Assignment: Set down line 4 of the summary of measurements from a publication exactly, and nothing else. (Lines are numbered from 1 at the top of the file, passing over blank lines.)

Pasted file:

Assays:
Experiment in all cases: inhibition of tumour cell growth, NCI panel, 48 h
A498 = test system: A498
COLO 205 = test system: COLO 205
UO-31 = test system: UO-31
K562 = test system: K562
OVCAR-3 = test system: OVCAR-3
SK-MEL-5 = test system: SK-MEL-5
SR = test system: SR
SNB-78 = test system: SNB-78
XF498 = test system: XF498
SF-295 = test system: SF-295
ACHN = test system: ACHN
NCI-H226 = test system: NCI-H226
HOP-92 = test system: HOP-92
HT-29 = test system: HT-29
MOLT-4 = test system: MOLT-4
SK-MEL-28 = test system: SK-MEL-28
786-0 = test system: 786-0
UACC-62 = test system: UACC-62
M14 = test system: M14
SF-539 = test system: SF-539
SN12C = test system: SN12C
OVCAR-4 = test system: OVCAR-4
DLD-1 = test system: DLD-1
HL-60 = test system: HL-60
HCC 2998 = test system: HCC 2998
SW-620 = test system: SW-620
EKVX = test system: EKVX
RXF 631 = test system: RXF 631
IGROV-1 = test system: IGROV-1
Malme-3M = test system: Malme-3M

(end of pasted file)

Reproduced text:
COLO 205 = test system: COLO 205